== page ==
The Preface for the Assumption of the Blessed Virgin names her as the beginning and image of a Church whose destiny is, with her, to share the fullness of Christ’s Resurrection. As such she is “a sign of sure hope to a pilgrim people”.
Such hope shines through Revelation’s somewhat alarming description of a pregnant woman, about to give birth, threatened by a seven-headed dragon. The dragon was, at the very moment of new life, poised to consume its rich promise.
Beyond this imagery lay the reality of a persecuted Church. Faith had engendered new life in the waters of baptism. Strong though this hope had been at its birth, it was to face overwhelming waves of persecution. “The woman brought a male child into the world, the son who was to rule all the nations, and the child was taken up to God and his throne, while the woman escaped into the desert. Then I heard a voice from heaven. ‘Victory and power and empire have been won by our God, and all authority for his Christ.’ ”
The Book of Revelation breathes a faith that not even our darkest fears could ever overcome.
Christ had come into the world as a light that the darkness could not overcome. His resurrection had vanquished the darkness of calvary. Mary’s Assumption into heaven was the fulfilment of his resurrection in Mary’s redeemed humanity. This was the faith that had triumphed over the dragon.
St Paul, in his Letter to the Corinthians, was uncompromising both in his assertion of Christ’s bodily resurrection and in the promise of our sharing in that resurrection. The hope that we hold in our hearts is rooted in our humanity, in all that feels and touches, that loves and is loved. Christ’s Resurrection, together with the Assumption of Mary his mother, is the promise that we also shall share his resurrection in the fullness of our humanity. Our darkness shall never triumph.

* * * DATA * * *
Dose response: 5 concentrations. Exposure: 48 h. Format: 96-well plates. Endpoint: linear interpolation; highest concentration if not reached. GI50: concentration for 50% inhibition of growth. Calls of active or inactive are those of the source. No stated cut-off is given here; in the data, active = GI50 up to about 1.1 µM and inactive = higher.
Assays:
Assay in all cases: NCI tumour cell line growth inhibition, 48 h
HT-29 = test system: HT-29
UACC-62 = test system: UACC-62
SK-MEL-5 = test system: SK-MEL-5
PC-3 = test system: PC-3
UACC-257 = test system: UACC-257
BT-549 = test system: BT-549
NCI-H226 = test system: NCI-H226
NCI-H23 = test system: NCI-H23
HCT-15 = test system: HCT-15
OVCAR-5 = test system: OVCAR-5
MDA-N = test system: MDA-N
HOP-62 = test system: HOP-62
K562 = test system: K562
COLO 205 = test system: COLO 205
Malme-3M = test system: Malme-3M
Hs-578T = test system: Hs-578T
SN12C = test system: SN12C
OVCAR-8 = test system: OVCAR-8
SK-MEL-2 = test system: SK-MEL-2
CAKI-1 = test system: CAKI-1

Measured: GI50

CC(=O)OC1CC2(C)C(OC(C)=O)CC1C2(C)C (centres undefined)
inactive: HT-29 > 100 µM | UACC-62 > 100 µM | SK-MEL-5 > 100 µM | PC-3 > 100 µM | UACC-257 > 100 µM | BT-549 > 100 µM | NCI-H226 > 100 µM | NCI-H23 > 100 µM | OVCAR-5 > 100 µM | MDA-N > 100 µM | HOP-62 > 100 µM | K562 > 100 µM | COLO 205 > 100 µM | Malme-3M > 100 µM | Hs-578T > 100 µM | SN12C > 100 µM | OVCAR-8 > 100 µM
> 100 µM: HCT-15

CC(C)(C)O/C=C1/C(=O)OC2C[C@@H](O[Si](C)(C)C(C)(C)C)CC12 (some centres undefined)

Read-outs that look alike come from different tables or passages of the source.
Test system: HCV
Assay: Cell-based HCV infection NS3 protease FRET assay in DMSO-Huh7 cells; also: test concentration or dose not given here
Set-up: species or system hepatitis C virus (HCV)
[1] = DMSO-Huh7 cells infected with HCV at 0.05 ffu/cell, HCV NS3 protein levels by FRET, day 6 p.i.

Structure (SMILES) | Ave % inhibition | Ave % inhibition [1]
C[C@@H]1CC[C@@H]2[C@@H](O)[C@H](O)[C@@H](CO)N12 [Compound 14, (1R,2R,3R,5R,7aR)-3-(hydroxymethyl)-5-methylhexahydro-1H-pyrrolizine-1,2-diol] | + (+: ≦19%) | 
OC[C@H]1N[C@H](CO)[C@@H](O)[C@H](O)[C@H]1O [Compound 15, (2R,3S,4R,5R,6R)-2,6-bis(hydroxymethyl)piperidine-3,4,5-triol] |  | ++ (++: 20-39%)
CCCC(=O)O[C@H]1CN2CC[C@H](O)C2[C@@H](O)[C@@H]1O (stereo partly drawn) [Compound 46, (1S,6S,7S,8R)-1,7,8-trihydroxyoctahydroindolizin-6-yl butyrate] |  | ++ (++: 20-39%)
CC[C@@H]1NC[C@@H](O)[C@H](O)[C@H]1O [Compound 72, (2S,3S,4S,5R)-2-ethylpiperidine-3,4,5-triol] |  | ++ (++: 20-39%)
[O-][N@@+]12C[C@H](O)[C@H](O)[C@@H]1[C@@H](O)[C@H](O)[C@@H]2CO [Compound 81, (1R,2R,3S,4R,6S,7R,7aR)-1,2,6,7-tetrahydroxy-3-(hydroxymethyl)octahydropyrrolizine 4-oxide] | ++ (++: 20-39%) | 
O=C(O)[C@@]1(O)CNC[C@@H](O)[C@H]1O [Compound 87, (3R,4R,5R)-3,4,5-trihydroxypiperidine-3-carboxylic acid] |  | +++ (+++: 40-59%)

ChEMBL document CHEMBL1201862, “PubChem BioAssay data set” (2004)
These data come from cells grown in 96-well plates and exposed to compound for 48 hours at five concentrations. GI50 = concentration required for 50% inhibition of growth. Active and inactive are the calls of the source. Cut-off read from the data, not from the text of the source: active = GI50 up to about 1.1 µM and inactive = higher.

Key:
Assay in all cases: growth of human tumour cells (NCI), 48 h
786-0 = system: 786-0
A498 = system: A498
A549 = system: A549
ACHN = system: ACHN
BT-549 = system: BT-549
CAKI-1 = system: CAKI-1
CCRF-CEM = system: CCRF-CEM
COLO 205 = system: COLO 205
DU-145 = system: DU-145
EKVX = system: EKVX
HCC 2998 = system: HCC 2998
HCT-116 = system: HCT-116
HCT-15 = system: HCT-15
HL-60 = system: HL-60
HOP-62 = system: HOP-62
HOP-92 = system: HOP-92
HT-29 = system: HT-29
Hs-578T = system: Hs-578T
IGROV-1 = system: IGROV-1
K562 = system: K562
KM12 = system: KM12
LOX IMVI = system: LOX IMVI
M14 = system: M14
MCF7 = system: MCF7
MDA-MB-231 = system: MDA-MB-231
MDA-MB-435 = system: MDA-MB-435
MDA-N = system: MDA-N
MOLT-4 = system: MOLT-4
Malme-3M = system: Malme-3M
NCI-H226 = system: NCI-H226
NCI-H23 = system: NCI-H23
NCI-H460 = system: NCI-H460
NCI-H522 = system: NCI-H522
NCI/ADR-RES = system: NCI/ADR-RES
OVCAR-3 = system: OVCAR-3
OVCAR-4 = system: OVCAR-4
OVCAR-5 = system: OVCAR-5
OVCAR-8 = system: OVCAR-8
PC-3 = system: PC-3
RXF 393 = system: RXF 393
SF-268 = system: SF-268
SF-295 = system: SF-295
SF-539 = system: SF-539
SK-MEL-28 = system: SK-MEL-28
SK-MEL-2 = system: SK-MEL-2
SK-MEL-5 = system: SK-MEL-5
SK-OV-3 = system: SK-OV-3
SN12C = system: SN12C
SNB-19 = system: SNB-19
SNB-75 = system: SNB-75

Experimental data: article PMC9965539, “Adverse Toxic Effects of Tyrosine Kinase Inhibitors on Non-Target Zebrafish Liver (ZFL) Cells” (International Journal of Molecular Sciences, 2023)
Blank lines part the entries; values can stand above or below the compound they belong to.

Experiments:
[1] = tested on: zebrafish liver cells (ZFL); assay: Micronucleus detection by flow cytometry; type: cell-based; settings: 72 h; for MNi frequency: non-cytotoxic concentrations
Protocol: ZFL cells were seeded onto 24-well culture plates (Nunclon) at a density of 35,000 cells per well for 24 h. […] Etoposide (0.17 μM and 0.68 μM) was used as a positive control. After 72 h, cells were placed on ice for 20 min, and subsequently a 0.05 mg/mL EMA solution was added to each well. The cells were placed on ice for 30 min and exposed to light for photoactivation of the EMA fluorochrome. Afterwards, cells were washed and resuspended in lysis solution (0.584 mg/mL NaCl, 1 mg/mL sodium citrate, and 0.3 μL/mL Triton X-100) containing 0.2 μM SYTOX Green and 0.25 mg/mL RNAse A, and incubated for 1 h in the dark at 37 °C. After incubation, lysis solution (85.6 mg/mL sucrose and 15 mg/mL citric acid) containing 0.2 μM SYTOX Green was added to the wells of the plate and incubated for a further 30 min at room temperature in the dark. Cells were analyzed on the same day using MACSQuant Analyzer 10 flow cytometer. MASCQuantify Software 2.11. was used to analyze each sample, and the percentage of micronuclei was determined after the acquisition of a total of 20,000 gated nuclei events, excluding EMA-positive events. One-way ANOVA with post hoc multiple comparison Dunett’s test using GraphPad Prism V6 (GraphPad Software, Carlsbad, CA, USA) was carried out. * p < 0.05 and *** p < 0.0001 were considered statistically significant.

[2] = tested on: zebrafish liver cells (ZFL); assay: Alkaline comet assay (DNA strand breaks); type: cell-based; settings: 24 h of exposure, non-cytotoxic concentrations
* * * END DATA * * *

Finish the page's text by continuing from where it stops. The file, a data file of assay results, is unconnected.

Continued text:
“Just as all men die in Adam, so all men are brought to life in Christ. Christ as the first-fruits and then, after the coming of Christ, all those who belong to him.”
As we rejoice in Mary, blessed in her Son, let us acknowledge that we, unworthy though we be, are called to the same blessing, the same hope.
“My soul proclaims the greatness of the Lord, and my spirit rejoices in God my saviour; because he has looked upon his lowly handmaid. Yes, from this day forward all generations will call me blessed.”
Mary’s Assumption into heaven is indeed a promise of rich blessings.
This article first appeared in the latest edition of the Catholic Herald magazine (14/8/15).
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